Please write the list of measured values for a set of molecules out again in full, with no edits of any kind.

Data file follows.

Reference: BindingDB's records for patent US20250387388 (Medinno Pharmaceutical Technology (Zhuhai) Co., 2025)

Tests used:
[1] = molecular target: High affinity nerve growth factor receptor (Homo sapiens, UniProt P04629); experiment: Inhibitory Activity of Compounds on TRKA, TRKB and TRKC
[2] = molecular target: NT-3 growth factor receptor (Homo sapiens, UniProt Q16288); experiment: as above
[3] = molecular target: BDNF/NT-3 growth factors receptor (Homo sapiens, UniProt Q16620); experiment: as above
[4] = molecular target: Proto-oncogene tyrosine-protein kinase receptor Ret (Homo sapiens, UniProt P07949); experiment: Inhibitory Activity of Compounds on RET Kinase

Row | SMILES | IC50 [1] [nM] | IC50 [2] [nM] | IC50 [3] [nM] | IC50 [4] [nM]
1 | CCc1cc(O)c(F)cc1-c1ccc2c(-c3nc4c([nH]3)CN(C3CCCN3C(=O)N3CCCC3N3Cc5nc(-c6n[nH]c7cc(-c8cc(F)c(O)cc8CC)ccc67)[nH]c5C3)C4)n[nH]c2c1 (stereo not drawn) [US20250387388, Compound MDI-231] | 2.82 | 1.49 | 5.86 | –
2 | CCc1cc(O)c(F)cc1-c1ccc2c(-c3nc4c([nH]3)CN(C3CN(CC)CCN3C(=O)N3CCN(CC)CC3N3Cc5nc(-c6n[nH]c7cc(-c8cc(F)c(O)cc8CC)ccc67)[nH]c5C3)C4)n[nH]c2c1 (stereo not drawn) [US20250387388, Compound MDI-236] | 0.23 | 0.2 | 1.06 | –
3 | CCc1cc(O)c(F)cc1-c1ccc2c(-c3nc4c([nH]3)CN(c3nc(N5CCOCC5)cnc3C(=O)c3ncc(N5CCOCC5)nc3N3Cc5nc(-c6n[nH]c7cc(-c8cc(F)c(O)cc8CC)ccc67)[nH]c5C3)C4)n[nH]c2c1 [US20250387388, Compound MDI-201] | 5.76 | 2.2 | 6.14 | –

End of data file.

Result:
Reference: BindingDB's records for patent US20250387388 (Medinno Pharmaceutical Technology (Zhuhai) Co., 2025)

Tests used:
[1] = molecular target: High affinity nerve growth factor receptor (Homo sapiens, UniProt P04629); experiment: Inhibitory Activity of Compounds on TRKA, TRKB and TRKC
[2] = molecular target: NT-3 growth factor receptor (Homo sapiens, UniProt Q16288); experiment: as above
[3] = molecular target: BDNF/NT-3 growth factors receptor (Homo sapiens, UniProt Q16620); experiment: as above
[4] = molecular target: Proto-oncogene tyrosine-protein kinase receptor Ret (Homo sapiens, UniProt P07949); experiment: Inhibitory Activity of Compounds on RET Kinase

Row | SMILES | IC50 [1] [nM] | IC50 [2] [nM] | IC50 [3] [nM] | IC50 [4] [nM]
1 | CCc1cc(O)c(F)cc1-c1ccc2c(-c3nc4c([nH]3)CN(C3CCCN3C(=O)N3CCCC3N3Cc5nc(-c6n[nH]c7cc(-c8cc(F)c(O)cc8CC)ccc67)[nH]c5C3)C4)n[nH]c2c1 (stereo not drawn) [US20250387388, Compound MDI-231] | 2.82 | 1.49 | 5.86 | –
2 | CCc1cc(O)c(F)cc1-c1ccc2c(-c3nc4c([nH]3)CN(C3CN(CC)CCN3C(=O)N3CCN(CC)CC3N3Cc5nc(-c6n[nH]c7cc(-c8cc(F)c(O)cc8CC)ccc67)[nH]c5C3)C4)n[nH]c2c1 (stereo not drawn) [US20250387388, Compound MDI-236] | 0.23 | 0.2 | 1.06 | –
3 | CCc1cc(O)c(F)cc1-c1ccc2c(-c3nc4c([nH]3)CN(c3nc(N5CCOCC5)cnc3C(=O)c3ncc(N5CCOCC5)nc3N3Cc5nc(-c6n[nH]c7cc(-c8cc(F)c(O)cc8CC)ccc67)[nH]c5C3)C4)n[nH]c2c1 [US20250387388, Compound MDI-201] | 5.76 | 2.2 | 6.14 | –